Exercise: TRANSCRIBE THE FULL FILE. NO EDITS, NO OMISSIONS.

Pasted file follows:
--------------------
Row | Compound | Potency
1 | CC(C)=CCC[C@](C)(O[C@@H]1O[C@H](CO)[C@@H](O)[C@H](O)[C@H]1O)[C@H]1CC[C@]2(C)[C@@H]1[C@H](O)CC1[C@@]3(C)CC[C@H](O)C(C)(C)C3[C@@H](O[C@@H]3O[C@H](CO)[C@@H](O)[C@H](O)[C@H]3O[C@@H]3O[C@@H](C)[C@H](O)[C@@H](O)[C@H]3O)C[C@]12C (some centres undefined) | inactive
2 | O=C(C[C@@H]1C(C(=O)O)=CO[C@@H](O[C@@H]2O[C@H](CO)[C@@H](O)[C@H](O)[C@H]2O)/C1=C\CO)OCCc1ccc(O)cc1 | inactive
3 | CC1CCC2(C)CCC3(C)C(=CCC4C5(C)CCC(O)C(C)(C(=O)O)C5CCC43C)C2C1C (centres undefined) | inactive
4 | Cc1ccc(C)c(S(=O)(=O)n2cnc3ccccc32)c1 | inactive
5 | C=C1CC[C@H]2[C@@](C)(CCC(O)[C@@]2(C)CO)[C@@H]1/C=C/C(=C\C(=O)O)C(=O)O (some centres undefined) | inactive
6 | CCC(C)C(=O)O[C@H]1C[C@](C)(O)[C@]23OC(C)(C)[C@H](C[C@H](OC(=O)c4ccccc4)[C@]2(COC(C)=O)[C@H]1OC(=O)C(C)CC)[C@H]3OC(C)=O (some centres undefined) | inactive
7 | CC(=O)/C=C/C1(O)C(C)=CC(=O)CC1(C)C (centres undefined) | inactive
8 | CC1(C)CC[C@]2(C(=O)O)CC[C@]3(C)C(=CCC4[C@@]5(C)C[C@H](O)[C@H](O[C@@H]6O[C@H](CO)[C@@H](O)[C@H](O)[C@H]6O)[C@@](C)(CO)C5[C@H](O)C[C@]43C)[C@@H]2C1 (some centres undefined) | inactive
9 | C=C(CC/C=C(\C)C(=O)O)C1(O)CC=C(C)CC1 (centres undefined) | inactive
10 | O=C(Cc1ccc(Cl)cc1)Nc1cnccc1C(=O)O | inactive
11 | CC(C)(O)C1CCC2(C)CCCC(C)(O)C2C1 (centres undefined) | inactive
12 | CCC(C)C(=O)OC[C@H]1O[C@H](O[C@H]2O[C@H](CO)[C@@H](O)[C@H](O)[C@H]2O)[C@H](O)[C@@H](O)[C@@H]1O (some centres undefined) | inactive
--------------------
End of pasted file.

Row | Compound | Potency
1 | CC(C)=CCC[C@](C)(O[C@@H]1O[C@H](CO)[C@@H](O)[C@H](O)[C@H]1O)[C@H]1CC[C@]2(C)[C@@H]1[C@H](O)CC1[C@@]3(C)CC[C@H](O)C(C)(C)C3[C@@H](O[C@@H]3O[C@H](CO)[C@@H](O)[C@H](O)[C@H]3O[C@@H]3O[C@@H](C)[C@H](O)[C@@H](O)[C@H]3O)C[C@]12C (some centres undefined) | inactive
2 | O=C(C[C@@H]1C(C(=O)O)=CO[C@@H](O[C@@H]2O[C@H](CO)[C@@H](O)[C@H](O)[C@H]2O)/C1=C\CO)OCCc1ccc(O)cc1 | inactive
3 | CC1CCC2(C)CCC3(C)C(=CCC4C5(C)CCC(O)C(C)(C(=O)O)C5CCC43C)C2C1C (centres undefined) | inactive
4 | Cc1ccc(C)c(S(=O)(=O)n2cnc3ccccc32)c1 | inactive
5 | C=C1CC[C@H]2[C@@](C)(CCC(O)[C@@]2(C)CO)[C@@H]1/C=C/C(=C\C(=O)O)C(=O)O (some centres undefined) | inactive
6 | CCC(C)C(=O)O[C@H]1C[C@](C)(O)[C@]23OC(C)(C)[C@H](C[C@H](OC(=O)c4ccccc4)[C@]2(COC(C)=O)[C@H]1OC(=O)C(C)CC)[C@H]3OC(C)=O (some centres undefined) | inactive
7 | CC(=O)/C=C/C1(O)C(C)=CC(=O)CC1(C)C (centres undefined) | inactive
8 | CC1(C)CC[C@]2(C(=O)O)CC[C@]3(C)C(=CCC4[C@@]5(C)C[C@H](O)[C@H](O[C@@H]6O[C@H](CO)[C@@H](O)[C@H](O)[C@H]6O)[C@@](C)(CO)C5[C@H](O)C[C@]43C)[C@@H]2C1 (some centres undefined) | inactive
9 | C=C(CC/C=C(\C)C(=O)O)C1(O)CC=C(C)CC1 (centres undefined) | inactive
10 | O=C(Cc1ccc(Cl)cc1)Nc1cnccc1C(=O)O | inactive
11 | CC(C)(O)C1CCC2(C)CCCC(C)(O)C2C1 (centres undefined) | inactive
12 | CCC(C)C(=O)OC[C@H]1O[C@H](O[C@H]2O[C@H](CO)[C@@H](O)[C@H](O)[C@H]2O)[C@H](O)[C@@H](O)[C@@H]1O (some centres undefined) | inactive